But here it is important to note that the other pillar of medicine is humanitarian consideration and care. I am fond of quoting Edmund Pellegrino's claim that medicine is "…the most humanitarian endeavour of the sciences, and the most scientific endeavour of the humanities".
Indeed, medicine - and the science that serves it - is focused upon the primacy of the good of the person who is the patient. It becomes evident that any discussion of the "good" opens a Pandora's Box when attempting to define what this means in and between peoples, groups and cultures. In clinical research, the (basic) goods and the explicit goals are to generate information necessary to address questions about the nature of a disease, injury and/or illness; if and how a treatment works, in whom, under what conditions, and ultimately, to effect some therapeutic benefit - and to avoid or lessen harms and burdens - to the populations represented by those studied. Yet, questions, issues and problems arise relative to who should be included in research, methods of groups selection, distribution of treatments to those studied, and openness in defining the parameters of the study, its benefits and risks. Of particular emphasis is the notion of informed consent, given the novelty - and in many cases uncertainty - of specific cutting-edge interventions and technologies. This then generates concerns about asymmetries - and inequities - of power that exist between those conducting (and funding) research, and those that are participating subjects, the economic - and in some cases political - forces that may create pulling trends over the scope, conduct and allocation of scientific and medical studies, goods and resources, and how these power dynamics must be addressed, and biomedical research and its translational provisions defined, guided, and governed - both by ethics and through well-informed policy.
2. Does medical research in low-and-middle-income countries present specific ethical challenges?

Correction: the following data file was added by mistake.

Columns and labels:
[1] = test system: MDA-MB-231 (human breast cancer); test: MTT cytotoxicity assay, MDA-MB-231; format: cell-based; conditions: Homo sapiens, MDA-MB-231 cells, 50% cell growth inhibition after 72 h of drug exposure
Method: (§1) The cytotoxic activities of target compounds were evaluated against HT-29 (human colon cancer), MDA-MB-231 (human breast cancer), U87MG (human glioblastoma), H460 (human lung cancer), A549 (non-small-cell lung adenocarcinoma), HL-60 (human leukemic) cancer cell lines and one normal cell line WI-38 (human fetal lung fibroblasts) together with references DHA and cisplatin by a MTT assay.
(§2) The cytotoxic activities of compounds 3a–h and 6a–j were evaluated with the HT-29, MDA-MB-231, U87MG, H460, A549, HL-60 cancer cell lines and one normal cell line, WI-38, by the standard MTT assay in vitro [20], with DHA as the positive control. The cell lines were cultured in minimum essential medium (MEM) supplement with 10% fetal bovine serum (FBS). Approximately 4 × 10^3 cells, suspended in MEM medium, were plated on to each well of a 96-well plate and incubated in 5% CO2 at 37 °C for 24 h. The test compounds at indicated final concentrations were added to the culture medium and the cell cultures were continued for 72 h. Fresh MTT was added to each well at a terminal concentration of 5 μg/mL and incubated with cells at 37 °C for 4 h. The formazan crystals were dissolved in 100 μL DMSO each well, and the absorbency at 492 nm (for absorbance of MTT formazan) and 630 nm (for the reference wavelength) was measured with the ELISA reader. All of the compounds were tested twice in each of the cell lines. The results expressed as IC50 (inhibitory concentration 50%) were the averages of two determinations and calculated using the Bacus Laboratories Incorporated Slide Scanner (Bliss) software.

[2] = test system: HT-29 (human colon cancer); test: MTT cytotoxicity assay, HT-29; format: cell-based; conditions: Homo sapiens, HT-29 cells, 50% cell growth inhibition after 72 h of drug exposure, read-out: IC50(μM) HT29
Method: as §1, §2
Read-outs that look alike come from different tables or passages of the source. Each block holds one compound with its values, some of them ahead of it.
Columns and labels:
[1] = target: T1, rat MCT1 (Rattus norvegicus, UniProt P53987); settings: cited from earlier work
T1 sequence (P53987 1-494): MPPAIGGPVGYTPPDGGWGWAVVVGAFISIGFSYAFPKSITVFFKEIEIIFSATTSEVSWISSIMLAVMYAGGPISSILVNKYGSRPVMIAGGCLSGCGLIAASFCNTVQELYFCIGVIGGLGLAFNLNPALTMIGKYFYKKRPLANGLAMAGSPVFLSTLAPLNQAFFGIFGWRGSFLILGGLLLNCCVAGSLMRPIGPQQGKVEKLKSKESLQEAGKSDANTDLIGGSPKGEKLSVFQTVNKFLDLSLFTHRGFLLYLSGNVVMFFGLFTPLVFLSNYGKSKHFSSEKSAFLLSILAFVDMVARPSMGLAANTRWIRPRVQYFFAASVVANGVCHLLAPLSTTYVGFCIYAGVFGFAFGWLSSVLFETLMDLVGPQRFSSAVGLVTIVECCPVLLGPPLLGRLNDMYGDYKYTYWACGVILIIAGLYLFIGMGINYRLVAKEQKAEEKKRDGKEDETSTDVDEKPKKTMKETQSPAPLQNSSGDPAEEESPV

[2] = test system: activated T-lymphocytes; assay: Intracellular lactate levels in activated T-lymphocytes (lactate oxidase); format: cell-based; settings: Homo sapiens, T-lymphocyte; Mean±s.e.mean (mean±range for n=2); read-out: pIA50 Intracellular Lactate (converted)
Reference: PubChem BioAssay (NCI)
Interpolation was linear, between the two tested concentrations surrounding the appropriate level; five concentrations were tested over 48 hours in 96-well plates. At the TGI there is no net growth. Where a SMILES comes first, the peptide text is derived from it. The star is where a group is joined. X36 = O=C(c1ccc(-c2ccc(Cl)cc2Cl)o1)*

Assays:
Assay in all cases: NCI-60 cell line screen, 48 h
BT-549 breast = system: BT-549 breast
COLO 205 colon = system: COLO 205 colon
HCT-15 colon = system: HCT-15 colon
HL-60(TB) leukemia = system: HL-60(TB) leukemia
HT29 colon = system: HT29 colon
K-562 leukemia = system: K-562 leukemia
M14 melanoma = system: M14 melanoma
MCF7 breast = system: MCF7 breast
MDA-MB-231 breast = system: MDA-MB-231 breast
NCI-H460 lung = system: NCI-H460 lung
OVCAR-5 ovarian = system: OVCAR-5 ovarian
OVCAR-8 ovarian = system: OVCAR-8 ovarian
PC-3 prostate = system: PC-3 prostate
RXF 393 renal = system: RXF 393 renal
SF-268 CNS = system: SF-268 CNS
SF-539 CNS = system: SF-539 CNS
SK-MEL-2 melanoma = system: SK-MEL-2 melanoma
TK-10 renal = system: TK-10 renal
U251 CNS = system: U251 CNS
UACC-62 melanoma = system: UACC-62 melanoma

Very much so. The populations of developing and non-developed countries are often profoundly affected by the plight of disease, injury and impoverishment. These populations have dire need for modern medical care. At face value, this two-fold circumstance of high morbidity and strong need could be viewed as well-defined opportunities to engage research trials of existing interventions (for example, types of comparative effectiveness studies), and new developments in biomedical techniques, tools and technologies. In many cases, this is, in fact, correct. However, it is important to examine the asymmetrical relationships that exist under these conditions. While it could be assumed that conducting research in and with these populations would provide some appreciable benefit to those studied, the question arises whether the beneficial results, outcomes and products of such research will be afforded to these populations, to what extent, and at what cost(s)?
Obviously, a major concern is whether the interventions, goods and services will be sustainable in the host country. Ideally, this would be the case. Yet, if such sustainability involves the provision of goods, resources and/or services by a developed country (rather than a more microeconomically-sensitive sustainability that fosters production and delivery of such goods and resources by the host country itself), then inter-dependency is generated. This can create what French philosopher Michel Foucault referred to as "biopower" - the leveraging of biological factors to evoke dominance and or incur dependence. When incurred on a national scale, this is considered to be a form of "biopolitics", in which the schism(s) between "have" and "have not" countries is economically, socially, and politically manipulated.